Published November 02, 2012
Seattle duo Correo Aereo to play two shows in Olympia this weekendMOLLY GILMORE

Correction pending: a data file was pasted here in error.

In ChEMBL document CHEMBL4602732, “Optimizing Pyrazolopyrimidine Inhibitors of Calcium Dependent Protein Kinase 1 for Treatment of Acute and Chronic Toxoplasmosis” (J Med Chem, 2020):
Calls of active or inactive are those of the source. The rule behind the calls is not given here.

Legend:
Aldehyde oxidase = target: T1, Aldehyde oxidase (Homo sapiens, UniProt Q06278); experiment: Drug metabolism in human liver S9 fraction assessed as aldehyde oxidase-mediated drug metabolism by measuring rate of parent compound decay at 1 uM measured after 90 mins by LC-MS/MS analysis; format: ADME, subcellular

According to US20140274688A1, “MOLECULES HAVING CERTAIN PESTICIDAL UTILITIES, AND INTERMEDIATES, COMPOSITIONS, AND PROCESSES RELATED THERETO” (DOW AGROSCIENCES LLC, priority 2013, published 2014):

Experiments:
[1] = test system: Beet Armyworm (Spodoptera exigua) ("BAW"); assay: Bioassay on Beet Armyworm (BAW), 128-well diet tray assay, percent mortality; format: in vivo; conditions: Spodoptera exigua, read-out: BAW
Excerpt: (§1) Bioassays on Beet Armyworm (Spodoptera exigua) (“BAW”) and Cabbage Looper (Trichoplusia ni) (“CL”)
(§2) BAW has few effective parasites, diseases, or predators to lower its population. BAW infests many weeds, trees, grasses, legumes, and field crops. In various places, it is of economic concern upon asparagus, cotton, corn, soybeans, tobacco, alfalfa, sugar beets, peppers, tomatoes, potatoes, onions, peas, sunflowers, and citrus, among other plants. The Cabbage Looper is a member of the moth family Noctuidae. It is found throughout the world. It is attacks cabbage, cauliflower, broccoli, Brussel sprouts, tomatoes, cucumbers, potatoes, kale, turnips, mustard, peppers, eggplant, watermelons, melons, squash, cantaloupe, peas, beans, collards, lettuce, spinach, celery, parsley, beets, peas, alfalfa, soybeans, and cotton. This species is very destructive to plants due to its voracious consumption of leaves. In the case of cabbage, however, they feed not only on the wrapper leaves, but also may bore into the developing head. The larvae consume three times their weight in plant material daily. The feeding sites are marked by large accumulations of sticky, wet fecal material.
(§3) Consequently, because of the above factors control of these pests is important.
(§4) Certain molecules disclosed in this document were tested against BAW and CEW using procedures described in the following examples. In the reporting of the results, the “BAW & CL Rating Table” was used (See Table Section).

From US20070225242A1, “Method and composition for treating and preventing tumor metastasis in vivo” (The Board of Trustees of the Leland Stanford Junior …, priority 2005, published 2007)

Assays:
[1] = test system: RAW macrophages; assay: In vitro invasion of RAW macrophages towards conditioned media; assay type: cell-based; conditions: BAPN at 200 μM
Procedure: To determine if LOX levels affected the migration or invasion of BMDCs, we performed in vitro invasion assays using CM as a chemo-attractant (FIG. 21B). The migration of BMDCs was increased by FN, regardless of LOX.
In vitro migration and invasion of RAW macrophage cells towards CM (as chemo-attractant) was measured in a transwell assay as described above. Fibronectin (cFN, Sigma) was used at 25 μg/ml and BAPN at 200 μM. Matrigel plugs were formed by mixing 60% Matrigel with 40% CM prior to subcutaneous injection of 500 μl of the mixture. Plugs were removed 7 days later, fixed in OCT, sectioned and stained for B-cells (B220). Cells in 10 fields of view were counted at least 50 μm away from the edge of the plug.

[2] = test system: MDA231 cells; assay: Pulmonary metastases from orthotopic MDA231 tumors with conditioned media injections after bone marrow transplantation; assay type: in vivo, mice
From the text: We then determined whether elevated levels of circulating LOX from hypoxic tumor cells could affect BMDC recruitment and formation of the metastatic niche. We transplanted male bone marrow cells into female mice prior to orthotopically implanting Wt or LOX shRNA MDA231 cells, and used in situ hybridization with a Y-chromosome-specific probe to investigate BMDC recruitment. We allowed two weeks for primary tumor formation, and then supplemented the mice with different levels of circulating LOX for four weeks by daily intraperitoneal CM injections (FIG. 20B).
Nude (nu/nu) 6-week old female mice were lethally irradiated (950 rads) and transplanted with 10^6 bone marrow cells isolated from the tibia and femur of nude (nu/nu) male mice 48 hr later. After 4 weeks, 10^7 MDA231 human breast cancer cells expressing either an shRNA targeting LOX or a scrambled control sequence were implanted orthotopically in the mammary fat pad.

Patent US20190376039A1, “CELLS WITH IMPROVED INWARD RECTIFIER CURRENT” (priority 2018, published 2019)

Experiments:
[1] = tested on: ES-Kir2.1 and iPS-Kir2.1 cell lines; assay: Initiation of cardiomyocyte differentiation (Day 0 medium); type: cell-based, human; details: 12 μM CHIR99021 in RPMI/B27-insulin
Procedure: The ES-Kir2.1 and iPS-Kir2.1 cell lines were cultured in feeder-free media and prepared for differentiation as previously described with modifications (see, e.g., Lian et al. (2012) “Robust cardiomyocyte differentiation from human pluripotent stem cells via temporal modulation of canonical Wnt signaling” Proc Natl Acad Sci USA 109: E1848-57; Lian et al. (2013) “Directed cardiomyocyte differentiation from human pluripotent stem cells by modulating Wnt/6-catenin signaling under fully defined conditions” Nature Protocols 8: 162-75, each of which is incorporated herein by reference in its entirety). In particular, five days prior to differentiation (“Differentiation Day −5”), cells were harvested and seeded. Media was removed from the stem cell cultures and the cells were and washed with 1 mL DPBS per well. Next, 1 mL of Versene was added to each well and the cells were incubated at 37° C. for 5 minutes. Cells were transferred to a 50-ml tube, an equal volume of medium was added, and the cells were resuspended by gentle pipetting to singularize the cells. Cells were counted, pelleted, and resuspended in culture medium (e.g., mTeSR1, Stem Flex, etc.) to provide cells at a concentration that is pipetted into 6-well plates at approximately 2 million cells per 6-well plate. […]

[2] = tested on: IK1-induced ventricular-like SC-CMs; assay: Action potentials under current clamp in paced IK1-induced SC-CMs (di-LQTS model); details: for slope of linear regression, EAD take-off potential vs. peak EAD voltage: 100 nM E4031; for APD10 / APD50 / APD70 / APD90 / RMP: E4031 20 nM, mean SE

When Abel Rocha and Madeleine Sosin met, the result was love love for one another and love for the traditional music of Mexico, Argentina and Venezuela.Two decades later, much has changed for Rocha and Sosin, who are known as the world-music duo Correo Aereo, but one thing that hasnt is their love for and commitment to the music.We used to be married, and were still artistically married and we are family, but we havent been a couple for a long time, Sosin said.However, the romance of their meeting is undeniable.When I laid eyes on Abel and heard the way he played the harp, which was gorgeous and muscular and joyful, I was enchanted, Sosin said.When we got married, we spent our entire honeymoon creating the first repertoire for the band, she said. We were totally broke, and it was winter. This woman we knew was out of town. We were watching her house and staying warm in her kitchen by the fireplace and creating music.We took all the money we had, which was really nothing about $300 and we made our first recording.Since that cassette-tape start, Correo Aereo (Spanish for air mail) has made three more albums, including this years Semillas de Inmensidad, and has had its music featured on several NPR programs and included in Putumayo Records compilations. The band also has moved, first to Austin, Texas, where it won the prestigious Austin Music Award for Best Traditional Mexican/Latino Act, and then to Seattle.They are performing tonight and Saturday in Olympia.What drew me here was the beauty of the nature, the Puget Sound and the mountains, the islands, the big trees, the flowers, Sosin said.While the Northwest might seem a long way from the music that Correo Aereo plays, Rocha said that the United States feels culturally very far from Mexico no matter the region of the country. Meanwhile, Sosin, who grew up in Minneapolis and loved world music from an early age, considers herself a citizen of the world.Every place is a little bit international, if its a major city, she added.Asked how hes adjusted to the Northwests chilly and wet weather, Rocha, a native of Mexico, said it is no more challenging than coping with the heat of Austin.Many people think that Mexico is hotter just because it is further south, he said, but its not. Mexico has very mild weather, and I grew up in a place that was very mild.Despite their very different backgrounds, both artists were immersed in world music from their childhoods. I was turned on to flamenco very, very young music and dance and the rest of the world, I was just dying to hear it, Sosin said. It wasnt easy to find.She found the music of Cuba, Africa and India, klezmer music and more.But it was from Rocha that she learned the traditional music for which the duo is known. The music that Im playing with Abel, I had not ever heard in my life until I met Abel, she said. Hes my teacher.And if the ending of Rocha and Sosins story is not something from a fairy tale, it is a happy one. I feel really blessed for what we have together, what we create together, Sosin said.